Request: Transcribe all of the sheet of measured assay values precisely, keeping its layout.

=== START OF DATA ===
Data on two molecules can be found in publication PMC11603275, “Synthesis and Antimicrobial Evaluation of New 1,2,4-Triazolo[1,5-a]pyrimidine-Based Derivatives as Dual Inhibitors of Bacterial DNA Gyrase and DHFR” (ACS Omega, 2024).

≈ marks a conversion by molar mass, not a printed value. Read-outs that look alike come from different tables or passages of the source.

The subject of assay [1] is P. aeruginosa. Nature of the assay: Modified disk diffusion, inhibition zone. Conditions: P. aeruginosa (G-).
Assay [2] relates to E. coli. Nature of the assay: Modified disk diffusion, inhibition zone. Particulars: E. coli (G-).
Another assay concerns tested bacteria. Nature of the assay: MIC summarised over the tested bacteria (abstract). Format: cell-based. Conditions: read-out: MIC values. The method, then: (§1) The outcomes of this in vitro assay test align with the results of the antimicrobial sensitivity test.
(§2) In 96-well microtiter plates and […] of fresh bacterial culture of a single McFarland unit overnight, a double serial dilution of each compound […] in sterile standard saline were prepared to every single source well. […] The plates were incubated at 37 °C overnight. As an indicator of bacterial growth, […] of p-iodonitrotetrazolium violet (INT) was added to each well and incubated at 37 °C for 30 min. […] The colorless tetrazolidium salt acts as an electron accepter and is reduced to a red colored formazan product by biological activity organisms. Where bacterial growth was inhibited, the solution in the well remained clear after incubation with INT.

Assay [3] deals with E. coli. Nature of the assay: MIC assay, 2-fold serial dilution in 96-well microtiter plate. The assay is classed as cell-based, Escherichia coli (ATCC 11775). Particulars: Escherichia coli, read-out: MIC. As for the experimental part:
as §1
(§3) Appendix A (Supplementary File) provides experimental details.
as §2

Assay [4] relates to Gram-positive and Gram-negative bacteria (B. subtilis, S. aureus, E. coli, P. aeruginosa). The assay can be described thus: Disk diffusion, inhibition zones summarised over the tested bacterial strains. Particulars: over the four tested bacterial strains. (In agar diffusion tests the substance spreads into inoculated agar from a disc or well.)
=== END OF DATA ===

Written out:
Data on two molecules can be found in publication PMC11603275, “Synthesis and Antimicrobial Evaluation of New 1,2,4-Triazolo[1,5-a]pyrimidine-Based Derivatives as Dual Inhibitors of Bacterial DNA Gyrase and DHFR” (ACS Omega, 2024).

≈ marks a conversion by molar mass, not a printed value. Read-outs that look alike come from different tables or passages of the source.

The subject of assay [1] is P. aeruginosa. Nature of the assay: Modified disk diffusion, inhibition zone. Conditions: P. aeruginosa (G-).
Assay [2] relates to E. coli. Nature of the assay: Modified disk diffusion, inhibition zone. Particulars: E. coli (G-).
Another assay concerns tested bacteria. Nature of the assay: MIC summarised over the tested bacteria (abstract). Format: cell-based. Conditions: read-out: MIC values. The method, then: (§1) The outcomes of this in vitro assay test align with the results of the antimicrobial sensitivity test.
(§2) In 96-well microtiter plates and […] of fresh bacterial culture of a single McFarland unit overnight, a double serial dilution of each compound […] in sterile standard saline were prepared to every single source well. […] The plates were incubated at 37 °C overnight. As an indicator of bacterial growth, […] of p-iodonitrotetrazolium violet (INT) was added to each well and incubated at 37 °C for 30 min. […] The colorless tetrazolidium salt acts as an electron accepter and is reduced to a red colored formazan product by biological activity organisms. Where bacterial growth was inhibited, the solution in the well remained clear after incubation with INT.

Assay [3] deals with E. coli. Nature of the assay: MIC assay, 2-fold serial dilution in 96-well microtiter plate. The assay is classed as cell-based, Escherichia coli (ATCC 11775). Particulars: Escherichia coli, read-out: MIC. As for the experimental part:
as §1
(§3) Appendix A (Supplementary File) provides experimental details.
as §2

Assay [4] relates to Gram-positive and Gram-negative bacteria (B. subtilis, S. aureus, E. coli, P. aeruginosa). The assay can be described thus: Disk diffusion, inhibition zones summarised over the tested bacterial strains. Particulars: over the four tested bacterial strains. (In agar diffusion tests the substance spreads into inoculated agar from a disc or well.)